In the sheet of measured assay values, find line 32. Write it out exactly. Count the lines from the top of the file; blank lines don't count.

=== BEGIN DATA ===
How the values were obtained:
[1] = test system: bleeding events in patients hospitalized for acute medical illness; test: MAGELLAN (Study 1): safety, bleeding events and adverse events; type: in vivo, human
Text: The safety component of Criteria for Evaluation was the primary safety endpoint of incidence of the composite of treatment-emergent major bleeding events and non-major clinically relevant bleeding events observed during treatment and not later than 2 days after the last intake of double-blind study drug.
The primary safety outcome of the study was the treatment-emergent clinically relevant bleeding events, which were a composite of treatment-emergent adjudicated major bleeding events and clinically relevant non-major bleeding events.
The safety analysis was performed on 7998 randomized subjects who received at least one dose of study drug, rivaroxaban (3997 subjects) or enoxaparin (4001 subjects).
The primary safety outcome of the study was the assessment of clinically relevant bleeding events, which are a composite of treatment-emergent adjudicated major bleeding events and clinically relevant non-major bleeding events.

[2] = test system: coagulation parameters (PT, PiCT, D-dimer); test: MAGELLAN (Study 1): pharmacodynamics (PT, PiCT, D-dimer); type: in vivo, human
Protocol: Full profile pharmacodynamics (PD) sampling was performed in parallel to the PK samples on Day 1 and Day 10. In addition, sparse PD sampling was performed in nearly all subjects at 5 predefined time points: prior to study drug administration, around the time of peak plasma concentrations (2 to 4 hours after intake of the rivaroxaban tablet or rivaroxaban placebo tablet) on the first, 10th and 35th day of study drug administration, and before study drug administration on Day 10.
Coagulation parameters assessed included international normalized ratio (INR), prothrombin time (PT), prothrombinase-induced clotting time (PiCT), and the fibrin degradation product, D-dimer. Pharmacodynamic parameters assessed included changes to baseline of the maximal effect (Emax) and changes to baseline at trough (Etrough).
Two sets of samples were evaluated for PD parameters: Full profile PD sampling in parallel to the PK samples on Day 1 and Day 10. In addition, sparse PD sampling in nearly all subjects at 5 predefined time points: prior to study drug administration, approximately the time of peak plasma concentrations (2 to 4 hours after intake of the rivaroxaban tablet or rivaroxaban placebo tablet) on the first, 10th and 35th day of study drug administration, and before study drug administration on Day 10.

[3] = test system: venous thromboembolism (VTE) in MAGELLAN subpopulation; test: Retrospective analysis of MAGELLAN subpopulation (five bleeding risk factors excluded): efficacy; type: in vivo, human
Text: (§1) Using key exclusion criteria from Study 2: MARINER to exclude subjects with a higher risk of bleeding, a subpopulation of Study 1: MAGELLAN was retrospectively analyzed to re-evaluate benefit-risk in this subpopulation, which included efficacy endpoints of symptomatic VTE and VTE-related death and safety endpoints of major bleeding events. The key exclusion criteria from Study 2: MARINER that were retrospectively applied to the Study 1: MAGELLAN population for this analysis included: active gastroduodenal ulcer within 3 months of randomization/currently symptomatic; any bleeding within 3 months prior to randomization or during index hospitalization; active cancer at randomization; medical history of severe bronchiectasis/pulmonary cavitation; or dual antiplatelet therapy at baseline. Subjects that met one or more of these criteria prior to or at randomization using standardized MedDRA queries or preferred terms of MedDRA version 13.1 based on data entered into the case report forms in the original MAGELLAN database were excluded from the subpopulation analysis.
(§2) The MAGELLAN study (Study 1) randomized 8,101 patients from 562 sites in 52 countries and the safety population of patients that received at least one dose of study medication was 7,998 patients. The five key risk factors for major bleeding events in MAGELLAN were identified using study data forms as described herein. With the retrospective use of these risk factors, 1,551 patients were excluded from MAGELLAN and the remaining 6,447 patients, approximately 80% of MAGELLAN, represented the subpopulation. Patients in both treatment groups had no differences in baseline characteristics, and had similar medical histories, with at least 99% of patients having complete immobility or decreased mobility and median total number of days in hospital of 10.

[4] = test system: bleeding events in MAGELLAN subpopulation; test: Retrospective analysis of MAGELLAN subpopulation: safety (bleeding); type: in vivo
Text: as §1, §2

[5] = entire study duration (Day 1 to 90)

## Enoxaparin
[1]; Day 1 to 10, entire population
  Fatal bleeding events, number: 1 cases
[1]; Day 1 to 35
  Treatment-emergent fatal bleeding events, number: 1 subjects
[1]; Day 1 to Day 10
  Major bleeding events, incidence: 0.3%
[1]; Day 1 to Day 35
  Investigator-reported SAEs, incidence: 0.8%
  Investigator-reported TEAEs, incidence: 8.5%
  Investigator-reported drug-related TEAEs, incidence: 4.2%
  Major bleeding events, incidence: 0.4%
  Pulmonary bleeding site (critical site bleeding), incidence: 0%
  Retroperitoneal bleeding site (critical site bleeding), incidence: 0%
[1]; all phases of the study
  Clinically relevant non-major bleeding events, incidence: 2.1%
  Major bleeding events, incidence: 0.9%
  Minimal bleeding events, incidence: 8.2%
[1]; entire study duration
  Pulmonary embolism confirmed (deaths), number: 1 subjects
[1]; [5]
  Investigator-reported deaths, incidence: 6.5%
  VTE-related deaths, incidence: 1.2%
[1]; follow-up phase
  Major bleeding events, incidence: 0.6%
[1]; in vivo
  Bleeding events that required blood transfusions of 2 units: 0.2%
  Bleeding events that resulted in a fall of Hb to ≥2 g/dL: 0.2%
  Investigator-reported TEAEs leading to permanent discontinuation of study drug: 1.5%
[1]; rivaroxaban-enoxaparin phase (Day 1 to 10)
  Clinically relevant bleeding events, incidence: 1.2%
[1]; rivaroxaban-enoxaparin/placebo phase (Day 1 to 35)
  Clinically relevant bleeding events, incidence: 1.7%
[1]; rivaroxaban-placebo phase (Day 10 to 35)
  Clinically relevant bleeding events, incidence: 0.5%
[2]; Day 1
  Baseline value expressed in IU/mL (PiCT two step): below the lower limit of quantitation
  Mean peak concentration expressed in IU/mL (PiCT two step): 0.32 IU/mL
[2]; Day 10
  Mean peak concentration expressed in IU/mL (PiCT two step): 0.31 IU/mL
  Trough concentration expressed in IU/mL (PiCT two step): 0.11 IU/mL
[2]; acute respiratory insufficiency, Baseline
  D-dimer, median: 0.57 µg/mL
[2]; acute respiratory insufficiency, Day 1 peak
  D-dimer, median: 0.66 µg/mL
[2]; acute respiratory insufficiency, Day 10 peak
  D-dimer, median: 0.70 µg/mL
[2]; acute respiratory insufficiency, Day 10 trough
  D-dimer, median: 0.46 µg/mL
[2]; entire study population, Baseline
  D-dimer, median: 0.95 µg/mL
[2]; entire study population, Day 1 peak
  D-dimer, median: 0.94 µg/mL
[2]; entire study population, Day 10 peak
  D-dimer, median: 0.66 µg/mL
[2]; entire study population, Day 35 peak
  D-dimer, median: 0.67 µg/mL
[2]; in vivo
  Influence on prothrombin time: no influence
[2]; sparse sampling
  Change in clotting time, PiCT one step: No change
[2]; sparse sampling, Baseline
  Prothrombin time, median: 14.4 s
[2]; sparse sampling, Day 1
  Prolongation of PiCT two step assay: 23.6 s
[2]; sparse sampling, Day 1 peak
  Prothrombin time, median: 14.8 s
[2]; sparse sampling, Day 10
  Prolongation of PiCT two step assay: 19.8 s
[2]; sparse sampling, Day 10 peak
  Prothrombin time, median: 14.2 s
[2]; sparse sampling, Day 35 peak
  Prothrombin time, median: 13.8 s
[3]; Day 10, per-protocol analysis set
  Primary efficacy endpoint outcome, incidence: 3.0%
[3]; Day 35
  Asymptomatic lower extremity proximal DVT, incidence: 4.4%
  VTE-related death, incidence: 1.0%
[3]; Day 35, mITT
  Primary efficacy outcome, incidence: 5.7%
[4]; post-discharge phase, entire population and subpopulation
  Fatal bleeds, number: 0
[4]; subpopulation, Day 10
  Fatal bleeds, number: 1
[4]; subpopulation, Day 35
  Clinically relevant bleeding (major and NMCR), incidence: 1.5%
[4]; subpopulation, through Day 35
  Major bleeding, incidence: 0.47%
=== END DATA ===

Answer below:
  Clinically relevant non-major bleeding events, incidence: 2.1%